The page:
The Experimental Therapeutics (ET) Program contributes to more effective treatment of neoplastic diseases through a spectrum of basic and translational research.
The Aims are to 1) define cellular pathways involved in survival and proliferation in order to improve understanding of response to established treatments and identify new therapeutic targets; 2) elucidate biological, biochemical, and pharmacological aspects of the action of novel anti-cancer agents and identify biochemical properties that contribute to tumor cell resistance; 3) evaluate potential genetic and genomic contributions to efficacy and toxicity of anticancer treatments; and 4) conduct early phase clinical trials, based on research in this Program and others, with hand off to disease- specific clinical Programs for phase II testing after initial assessment of safety, pharmacokinetics, pharmacogenetics, and biological effects in the clinical setting. The Program is jointly led by Zhenkun Lou, PhD, Scott Kaufmann, MD, PhD, and Alex Adjei, MD, PhD, who have expertise in DNA repair, cellular signaling, cellular pharmacology, and the conduct of early phase clinical trials. The ET Program has 46 members from 13 departments and divisions, with total direct funding of $12.6M ($8M peer-reviewed, with 88% from NCI). Since the last competitive renewal, the Program has generated 777 publications (129 published in journals with impact factor ?10, 42 with impact factor ?20) with 21% and 50% of these publications reflecting intra- and interprogrammatic collaborations, respectively. Notable accomplishments include 1) the demonstration that protein kinase C? transforms lung adenocarcinoma through the hedgehog pathway and ovarian cancer through the Hippo/YAP pathway; 2) preclinical work showing that CDK4/6 inhibitors alter the epithelial-to-mesenchymal transition and metastasis of breast cancer cells, leading to a CDK4/6 inhibitor/aromatase inhibitor phase II trial in the Women's Cancer Program; 3) demonstration that ZNF423 regulates BRCA1 expression, and allelic variation in this pathway affects the chemopreventive efficacy of tamoxifen; and 4) completion of phase I trials of endoxifen and PARP inhibitors as well as initiation of early phase trials of ATR inhibitors. The Program makes extensive use of Shared Resources, especially the Microscopy and Cell Analysis, Proteomics, Pathology Research, Genome Analysis, Pharmacology, and Pharmacy facilities as well as the Clinical Research Office. The Program adds value to the Mayo Clinic Cancer Center (MCCC) by i) bringing together investigators with a shared emphasis on the preclinical and early clinical study of small molecule therapeutics, alone or in conjunction with immuno-oncology agents, and ii) serving as a resource for early phase clinical trials for MCCC Programs. Future goals of the program include 1) further preclinical work on deubiquitinases and their inhibitors as modulators of DNA repair pathways, 2) expansion of our emphasis on metabolic targets in cancer, and 3) translation of ongoing work on DNA repair, metabolic targets, and chemotherapy/immunotherapy combinations into novel clinical trials.

Agency
National Institute of Health (NIH)
Institute
National Cancer Institute (NCI)
Type
Center Core Grants (P30)
Project #
5P30CA015083-47
Application #
10113604
Study Section
Subcommittee I - Transistion to Independence (NCI)
Project Start
1997-04-25
Project End
2024-02-29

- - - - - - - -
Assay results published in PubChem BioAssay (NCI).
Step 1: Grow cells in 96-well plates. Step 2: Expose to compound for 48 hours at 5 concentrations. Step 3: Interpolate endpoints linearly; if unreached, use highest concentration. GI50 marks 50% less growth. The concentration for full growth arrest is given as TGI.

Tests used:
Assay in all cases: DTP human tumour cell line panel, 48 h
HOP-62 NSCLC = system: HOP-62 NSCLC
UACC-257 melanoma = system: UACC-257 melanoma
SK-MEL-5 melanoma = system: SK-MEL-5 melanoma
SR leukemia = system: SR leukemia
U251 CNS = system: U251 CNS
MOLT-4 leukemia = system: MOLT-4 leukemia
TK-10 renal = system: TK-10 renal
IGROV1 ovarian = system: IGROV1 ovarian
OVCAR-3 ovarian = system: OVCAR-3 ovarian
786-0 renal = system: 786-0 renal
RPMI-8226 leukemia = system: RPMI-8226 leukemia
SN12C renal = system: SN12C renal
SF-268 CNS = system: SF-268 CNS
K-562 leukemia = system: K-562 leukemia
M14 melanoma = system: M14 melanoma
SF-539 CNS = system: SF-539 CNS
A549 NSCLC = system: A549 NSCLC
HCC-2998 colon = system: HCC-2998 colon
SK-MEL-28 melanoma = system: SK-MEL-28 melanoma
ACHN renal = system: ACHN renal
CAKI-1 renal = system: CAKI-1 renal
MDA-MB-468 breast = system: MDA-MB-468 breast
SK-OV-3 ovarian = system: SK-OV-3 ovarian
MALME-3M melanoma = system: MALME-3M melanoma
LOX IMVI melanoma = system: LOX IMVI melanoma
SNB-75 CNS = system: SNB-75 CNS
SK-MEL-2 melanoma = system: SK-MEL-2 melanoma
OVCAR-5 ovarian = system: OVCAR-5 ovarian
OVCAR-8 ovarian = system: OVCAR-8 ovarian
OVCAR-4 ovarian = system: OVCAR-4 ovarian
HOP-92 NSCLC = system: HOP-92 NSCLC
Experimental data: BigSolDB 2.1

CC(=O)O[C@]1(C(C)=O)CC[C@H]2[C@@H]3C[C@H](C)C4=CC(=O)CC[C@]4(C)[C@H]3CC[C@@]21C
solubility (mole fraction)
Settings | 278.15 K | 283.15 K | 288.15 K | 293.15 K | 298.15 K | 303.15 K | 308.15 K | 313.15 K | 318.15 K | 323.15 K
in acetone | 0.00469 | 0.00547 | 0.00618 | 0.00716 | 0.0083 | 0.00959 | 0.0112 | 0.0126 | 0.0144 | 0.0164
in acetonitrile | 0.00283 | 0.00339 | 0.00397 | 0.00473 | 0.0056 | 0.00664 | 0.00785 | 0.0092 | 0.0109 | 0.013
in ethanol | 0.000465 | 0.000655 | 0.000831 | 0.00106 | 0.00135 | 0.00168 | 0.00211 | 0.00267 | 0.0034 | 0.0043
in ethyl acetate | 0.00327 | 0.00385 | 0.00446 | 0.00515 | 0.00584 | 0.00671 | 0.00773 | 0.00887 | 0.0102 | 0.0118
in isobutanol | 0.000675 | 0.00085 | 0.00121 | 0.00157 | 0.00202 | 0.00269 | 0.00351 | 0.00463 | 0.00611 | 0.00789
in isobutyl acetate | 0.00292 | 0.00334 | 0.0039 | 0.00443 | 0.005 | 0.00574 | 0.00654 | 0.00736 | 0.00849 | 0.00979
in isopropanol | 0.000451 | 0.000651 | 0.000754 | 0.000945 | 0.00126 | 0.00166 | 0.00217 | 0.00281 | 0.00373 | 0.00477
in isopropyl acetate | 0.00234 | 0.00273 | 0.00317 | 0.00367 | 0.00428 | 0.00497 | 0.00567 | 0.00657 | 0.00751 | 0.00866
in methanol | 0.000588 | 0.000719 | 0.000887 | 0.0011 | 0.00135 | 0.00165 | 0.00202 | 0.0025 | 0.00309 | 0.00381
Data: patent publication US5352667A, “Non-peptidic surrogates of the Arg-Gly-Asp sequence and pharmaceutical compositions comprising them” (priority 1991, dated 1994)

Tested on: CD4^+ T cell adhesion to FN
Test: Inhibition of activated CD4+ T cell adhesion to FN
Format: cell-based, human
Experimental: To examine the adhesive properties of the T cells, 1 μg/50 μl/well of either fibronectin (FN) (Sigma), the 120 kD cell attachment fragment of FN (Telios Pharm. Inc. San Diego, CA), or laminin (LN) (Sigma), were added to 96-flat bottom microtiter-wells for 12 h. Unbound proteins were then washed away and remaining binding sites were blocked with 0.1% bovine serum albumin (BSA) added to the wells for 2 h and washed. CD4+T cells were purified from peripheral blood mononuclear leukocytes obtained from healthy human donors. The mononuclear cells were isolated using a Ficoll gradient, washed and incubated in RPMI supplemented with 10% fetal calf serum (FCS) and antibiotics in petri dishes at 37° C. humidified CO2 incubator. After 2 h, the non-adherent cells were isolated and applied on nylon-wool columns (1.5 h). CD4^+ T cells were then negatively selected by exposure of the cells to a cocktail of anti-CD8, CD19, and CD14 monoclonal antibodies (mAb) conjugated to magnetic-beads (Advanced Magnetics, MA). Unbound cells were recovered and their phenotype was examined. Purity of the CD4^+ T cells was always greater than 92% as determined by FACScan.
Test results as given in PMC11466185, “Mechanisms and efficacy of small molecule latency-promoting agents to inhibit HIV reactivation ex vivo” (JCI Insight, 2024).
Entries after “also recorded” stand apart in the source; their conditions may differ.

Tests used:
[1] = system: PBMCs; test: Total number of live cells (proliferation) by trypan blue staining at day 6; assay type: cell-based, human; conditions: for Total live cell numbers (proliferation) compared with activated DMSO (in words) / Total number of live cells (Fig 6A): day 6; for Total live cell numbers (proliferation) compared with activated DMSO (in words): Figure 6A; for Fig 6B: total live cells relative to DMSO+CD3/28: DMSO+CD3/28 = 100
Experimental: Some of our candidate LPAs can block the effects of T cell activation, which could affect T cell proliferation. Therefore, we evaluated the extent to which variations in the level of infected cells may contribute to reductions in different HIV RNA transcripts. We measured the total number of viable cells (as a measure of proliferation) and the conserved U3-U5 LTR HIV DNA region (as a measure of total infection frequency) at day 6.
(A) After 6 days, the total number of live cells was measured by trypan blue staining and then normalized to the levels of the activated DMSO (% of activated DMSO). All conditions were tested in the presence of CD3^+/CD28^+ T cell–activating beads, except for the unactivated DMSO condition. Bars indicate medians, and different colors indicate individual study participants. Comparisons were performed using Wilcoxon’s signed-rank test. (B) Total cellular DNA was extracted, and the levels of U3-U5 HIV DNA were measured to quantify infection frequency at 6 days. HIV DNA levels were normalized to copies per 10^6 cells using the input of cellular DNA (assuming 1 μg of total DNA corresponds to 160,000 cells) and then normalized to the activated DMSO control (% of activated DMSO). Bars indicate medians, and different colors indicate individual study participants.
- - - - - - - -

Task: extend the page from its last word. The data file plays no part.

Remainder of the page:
Budget Start
2021-03-01
Budget End
2022-02-28
Support Year
47
Fiscal Year
2021
Total Cost
Indirect Cost
Name
Mayo Clinic, Rochester
Department
Type
DUNS #
006471700
City
Rochester
State
MN
Country
United States
Zip Code
55905
DuBois, Steven G; Mosse, Yael P; Fox, Elizabeth et al. (2018) Phase II Trial of Alisertib in Combination with Irinotecan and Temozolomide for Patients with Relapsed or Refractory Neuroblastoma. Clin Cancer Res 24:6142-6149
Farber, Benjamin A; Lalazar, Gadi; Simon, Elana P et al. (2018) Non coding RNA analysis in fibrolamellar hepatocellular carcinoma. Oncotarget 9:10211-10227
Lu, Yingchang; Beeghly-Fadiel, Alicia; Wu, Lang et al. (2018) A Transcriptome-Wide Association Study Among 97,898 Women to Identify Candidate Susceptibility Genes for Epithelial Ovarian Cancer Risk. Cancer Res 78:5419-5430
Dasari, Surendra; Newsom, Sean A; Ehrlicher, Sarah E et al. (2018) Remodeling of skeletal muscle mitochondrial proteome with high-fat diet involves greater changes to ?-oxidation than electron transfer proteins in mice. Am J Physiol Endocrinol Metab 315:E425-E434
Nowsheen, Somaira; Aziz, Khaled; Aziz, Asef et al. (2018) L3MBTL2 orchestrates ubiquitin signalling by dictating the sequential recruitment of RNF8 and RNF168 after DNA damage. Nat Cell Biol 20:455-464
Razidlo, Gina L; Burton, Kevin M; McNiven, Mark A (2018) Interleukin-6 promotes pancreatic cancer cell migration by rapidly activating the small GTPase CDC42. J Biol Chem 293:11143-11153
Wu, Dongyan; Yang, Haitao; Winham, Stacey J et al. (2018) Mediation analysis of alcohol consumption, DNA methylation, and epithelial ovarian cancer. J Hum Genet 63:339-348
Leon-Ferre, Roberto A; Polley, Mei-Yin; Liu, Heshan et al. (2018) Impact of histopathology, tumor-infiltrating lymphocytes, and adjuvant chemotherapy on prognosis of triple-negative breast cancer. Breast Cancer Res Treat 167:89-99
Jahanseir, Khadijeh; Xing, Deyin; Greipp, Patricia T et al. (2018) PDGFB Rearrangements in Dermatofibrosarcoma Protuberans of the Vulva: A Study of 11 Cases Including Myxoid and Fibrosarcomatous Variants. Int J Gynecol Pathol 37:537-546
Painter, Jodie N; O'Mara, Tracy A; Morris, Andrew P et al. (2018) Genetic overlap between endometriosis and endometrial cancer: evidence from cross-disease genetic correlation and GWAS meta-analyses. Cancer Med 7:1978-1987

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